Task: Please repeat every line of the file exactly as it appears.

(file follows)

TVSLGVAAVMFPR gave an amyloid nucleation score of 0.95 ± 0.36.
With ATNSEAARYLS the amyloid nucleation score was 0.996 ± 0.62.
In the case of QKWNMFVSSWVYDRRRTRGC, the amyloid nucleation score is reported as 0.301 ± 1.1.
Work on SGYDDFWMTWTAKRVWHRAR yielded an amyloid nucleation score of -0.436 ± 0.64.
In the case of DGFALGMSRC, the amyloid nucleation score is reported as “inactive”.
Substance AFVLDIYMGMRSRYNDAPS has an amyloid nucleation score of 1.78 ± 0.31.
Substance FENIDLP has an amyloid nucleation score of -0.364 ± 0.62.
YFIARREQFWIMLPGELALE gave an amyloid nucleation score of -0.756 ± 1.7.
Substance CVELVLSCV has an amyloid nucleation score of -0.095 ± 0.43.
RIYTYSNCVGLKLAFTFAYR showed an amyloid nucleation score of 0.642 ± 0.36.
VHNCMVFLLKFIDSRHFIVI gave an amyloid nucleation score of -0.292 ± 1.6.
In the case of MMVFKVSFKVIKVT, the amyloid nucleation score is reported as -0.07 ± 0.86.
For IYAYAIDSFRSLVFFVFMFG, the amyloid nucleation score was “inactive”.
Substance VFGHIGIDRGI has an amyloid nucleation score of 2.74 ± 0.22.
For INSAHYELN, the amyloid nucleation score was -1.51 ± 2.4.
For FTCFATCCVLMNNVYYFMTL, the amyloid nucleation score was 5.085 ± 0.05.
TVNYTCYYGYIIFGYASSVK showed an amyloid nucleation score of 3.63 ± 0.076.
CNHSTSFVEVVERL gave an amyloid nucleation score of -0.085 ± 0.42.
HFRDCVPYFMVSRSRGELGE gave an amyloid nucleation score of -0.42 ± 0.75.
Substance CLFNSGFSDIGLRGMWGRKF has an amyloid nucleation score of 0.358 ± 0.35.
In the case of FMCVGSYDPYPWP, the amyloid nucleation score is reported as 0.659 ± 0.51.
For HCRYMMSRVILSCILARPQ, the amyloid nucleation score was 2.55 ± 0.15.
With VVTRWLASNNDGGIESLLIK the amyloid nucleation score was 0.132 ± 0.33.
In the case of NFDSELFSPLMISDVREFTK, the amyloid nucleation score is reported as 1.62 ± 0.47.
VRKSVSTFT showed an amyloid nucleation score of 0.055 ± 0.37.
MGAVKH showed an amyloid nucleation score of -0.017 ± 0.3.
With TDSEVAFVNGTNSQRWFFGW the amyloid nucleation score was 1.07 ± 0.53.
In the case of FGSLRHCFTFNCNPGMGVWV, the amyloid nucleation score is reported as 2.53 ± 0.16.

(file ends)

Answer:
TVSLGVAAVMFPR gave an amyloid nucleation score of 0.95 ± 0.36.
With ATNSEAARYLS the amyloid nucleation score was 0.996 ± 0.62.
In the case of QKWNMFVSSWVYDRRRTRGC, the amyloid nucleation score is reported as 0.301 ± 1.1.
Work on SGYDDFWMTWTAKRVWHRAR yielded an amyloid nucleation score of -0.436 ± 0.64.
In the case of DGFALGMSRC, the amyloid nucleation score is reported as “inactive”.
Substance AFVLDIYMGMRSRYNDAPS has an amyloid nucleation score of 1.78 ± 0.31.
Substance FENIDLP has an amyloid nucleation score of -0.364 ± 0.62.
YFIARREQFWIMLPGELALE gave an amyloid nucleation score of -0.756 ± 1.7.
Substance CVELVLSCV has an amyloid nucleation score of -0.095 ± 0.43.
RIYTYSNCVGLKLAFTFAYR showed an amyloid nucleation score of 0.642 ± 0.36.
VHNCMVFLLKFIDSRHFIVI gave an amyloid nucleation score of -0.292 ± 1.6.
In the case of MMVFKVSFKVIKVT, the amyloid nucleation score is reported as -0.07 ± 0.86.
For IYAYAIDSFRSLVFFVFMFG, the amyloid nucleation score was “inactive”.
Substance VFGHIGIDRGI has an amyloid nucleation score of 2.74 ± 0.22.
For INSAHYELN, the amyloid nucleation score was -1.51 ± 2.4.
For FTCFATCCVLMNNVYYFMTL, the amyloid nucleation score was 5.085 ± 0.05.
TVNYTCYYGYIIFGYASSVK showed an amyloid nucleation score of 3.63 ± 0.076.
CNHSTSFVEVVERL gave an amyloid nucleation score of -0.085 ± 0.42.
HFRDCVPYFMVSRSRGELGE gave an amyloid nucleation score of -0.42 ± 0.75.
Substance CLFNSGFSDIGLRGMWGRKF has an amyloid nucleation score of 0.358 ± 0.35.
In the case of FMCVGSYDPYPWP, the amyloid nucleation score is reported as 0.659 ± 0.51.
For HCRYMMSRVILSCILARPQ, the amyloid nucleation score was 2.55 ± 0.15.
With VVTRWLASNNDGGIESLLIK the amyloid nucleation score was 0.132 ± 0.33.
In the case of NFDSELFSPLMISDVREFTK, the amyloid nucleation score is reported as 1.62 ± 0.47.
VRKSVSTFT showed an amyloid nucleation score of 0.055 ± 0.37.
MGAVKH showed an amyloid nucleation score of -0.017 ± 0.3.
With TDSEVAFVNGTNSQRWFFGW the amyloid nucleation score was 1.07 ± 0.53.
In the case of FGSLRHCFTFNCNPGMGVWV, the amyloid nucleation score is reported as 2.53 ± 0.16.